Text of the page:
Send to

Choose Destination
Biochemistry. 2011 Jun 28;50(25):5680-92. doi: 10.1021/bi2006114. Epub 2011 Jun 3.

A four-enzyme pathway for 3,5-dihydroxy-4-methylanthranilic acid formation and incorporation into the antitumor antibiotic sibiromycin.

Author information

Department of Chemistry/Biochemistry, Philipps-University Marburg, Hans-Meerwein-Strasse, D-35032 Marburg, Germany.


The antitumor antibiotic sibiromycin belongs to the class of pyrrolo[1,4]benzodiazepines (PBDs) that are produced by a variety of actinomycetes. PBDs are sequence-specific DNA-alkylating agents and possess significant antitumor properties. Among them, sibiromycin, one of two identified glycosylated PBDs, displays the highest DNA binding affinity and the most potent antitumor activity. In this study, we report the elucidation of the precise reaction sequence leading to the formation and activation of the 3,5-dihydroxy-4-methylanthranilic acid building block found in sibiromycin, starting from the known metabolite 3-hydroxykynurenine (3HK). The investigated pathway consists of four enzymes, which were biochemically characterized in vitro. Starting from 3HK, the SAM-dependent methyltransferase SibL converts the substrate to its 4-methyl derivative, followed by hydrolysis through the action of the PLP-dependent kynureninase SibQ, leading to 3-hydroxy-4-methylanthranilic acid (3H4MAA) formation. Subsequently the NRPS didomain SibE activates 3H4MAA and tethers it to its thiolation domain, where it is hydroxylated at the C5 position by the FAD/NADH-dependent hydroxylase SibG yielding the fully substituted anthranilate moiety found in sibiromycin. These insights about sibiromycin biosynthesis and the substrate specificities of the biosynthetic enzymes involved may guide future attempts to engineer the PBD biosynthetic machinery and help in the production of PBD derivatives.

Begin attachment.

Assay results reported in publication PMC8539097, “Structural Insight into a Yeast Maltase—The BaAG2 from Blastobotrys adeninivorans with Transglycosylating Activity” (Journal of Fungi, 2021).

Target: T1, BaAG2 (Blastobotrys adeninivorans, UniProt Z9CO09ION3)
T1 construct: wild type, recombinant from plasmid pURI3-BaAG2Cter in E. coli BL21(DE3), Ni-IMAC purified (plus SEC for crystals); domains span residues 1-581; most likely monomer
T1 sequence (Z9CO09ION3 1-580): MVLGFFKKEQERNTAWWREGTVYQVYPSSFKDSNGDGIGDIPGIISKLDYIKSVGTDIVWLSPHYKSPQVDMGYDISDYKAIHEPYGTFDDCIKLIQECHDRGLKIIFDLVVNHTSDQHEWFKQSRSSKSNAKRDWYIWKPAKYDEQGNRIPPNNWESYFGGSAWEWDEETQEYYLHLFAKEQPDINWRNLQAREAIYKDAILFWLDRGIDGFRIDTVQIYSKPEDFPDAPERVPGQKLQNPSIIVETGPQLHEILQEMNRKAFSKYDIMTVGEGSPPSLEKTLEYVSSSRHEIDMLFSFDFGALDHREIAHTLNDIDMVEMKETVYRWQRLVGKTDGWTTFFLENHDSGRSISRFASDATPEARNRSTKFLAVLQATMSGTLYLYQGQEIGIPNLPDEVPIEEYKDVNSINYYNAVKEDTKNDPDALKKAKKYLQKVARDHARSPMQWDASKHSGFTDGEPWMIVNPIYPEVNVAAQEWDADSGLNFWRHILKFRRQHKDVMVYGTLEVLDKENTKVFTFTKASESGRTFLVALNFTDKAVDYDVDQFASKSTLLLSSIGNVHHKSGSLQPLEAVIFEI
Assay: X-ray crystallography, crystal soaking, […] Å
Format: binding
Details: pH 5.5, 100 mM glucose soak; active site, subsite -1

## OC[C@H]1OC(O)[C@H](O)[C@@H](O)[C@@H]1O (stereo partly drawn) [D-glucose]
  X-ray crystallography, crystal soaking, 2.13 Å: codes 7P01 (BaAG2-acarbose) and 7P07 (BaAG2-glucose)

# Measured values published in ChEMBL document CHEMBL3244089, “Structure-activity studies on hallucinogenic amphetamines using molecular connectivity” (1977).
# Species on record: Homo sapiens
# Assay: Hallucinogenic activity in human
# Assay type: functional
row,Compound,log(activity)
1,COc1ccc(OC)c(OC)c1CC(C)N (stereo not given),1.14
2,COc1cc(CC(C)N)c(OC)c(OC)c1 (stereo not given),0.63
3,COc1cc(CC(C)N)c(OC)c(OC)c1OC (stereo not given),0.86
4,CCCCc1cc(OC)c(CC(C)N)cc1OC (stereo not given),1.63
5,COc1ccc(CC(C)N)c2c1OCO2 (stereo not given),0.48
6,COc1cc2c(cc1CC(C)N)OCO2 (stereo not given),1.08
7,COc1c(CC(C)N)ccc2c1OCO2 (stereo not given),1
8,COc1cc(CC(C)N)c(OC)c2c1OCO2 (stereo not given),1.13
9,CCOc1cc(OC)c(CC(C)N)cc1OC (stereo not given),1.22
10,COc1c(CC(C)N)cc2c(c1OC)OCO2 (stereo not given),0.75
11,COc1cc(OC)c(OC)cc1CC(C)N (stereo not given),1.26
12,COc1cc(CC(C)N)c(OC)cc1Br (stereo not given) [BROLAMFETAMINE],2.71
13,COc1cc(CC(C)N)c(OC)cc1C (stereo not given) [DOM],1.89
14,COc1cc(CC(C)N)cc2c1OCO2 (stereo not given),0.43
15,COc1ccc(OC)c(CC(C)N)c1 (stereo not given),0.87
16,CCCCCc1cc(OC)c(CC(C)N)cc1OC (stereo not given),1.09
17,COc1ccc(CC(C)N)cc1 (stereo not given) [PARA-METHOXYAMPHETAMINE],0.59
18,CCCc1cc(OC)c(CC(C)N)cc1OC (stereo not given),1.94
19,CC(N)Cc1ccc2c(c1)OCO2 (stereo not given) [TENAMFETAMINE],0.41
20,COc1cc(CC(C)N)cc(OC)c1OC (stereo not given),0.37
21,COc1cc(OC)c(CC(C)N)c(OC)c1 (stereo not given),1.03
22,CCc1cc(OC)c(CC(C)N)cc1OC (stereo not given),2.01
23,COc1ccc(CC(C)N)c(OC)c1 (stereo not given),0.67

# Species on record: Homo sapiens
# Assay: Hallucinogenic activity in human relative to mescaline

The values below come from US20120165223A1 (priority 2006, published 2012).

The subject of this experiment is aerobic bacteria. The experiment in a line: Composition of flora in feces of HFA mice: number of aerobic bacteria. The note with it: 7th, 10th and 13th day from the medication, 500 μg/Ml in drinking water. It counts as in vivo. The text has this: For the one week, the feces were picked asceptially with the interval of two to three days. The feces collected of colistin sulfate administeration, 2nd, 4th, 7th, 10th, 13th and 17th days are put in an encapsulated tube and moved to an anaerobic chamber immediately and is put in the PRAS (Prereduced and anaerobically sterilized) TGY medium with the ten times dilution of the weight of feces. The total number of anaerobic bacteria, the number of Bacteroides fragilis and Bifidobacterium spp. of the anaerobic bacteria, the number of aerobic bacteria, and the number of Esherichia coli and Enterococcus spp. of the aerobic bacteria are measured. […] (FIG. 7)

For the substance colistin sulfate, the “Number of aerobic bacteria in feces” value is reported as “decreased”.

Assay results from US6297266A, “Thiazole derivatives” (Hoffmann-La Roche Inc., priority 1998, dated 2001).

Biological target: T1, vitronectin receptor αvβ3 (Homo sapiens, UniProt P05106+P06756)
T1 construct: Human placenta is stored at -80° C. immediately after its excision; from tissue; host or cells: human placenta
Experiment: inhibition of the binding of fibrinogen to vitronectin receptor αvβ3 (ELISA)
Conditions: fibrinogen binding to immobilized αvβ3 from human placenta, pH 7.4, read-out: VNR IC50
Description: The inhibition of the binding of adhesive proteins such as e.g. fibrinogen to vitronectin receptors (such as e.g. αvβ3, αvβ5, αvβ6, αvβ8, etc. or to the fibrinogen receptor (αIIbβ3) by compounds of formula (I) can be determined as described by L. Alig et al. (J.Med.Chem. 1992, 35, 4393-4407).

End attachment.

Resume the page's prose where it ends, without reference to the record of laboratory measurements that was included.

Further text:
[Indexed for MEDLINE]

Supplemental Content

Full text links

Icon for American Chemical Society
Loading ...
Support Center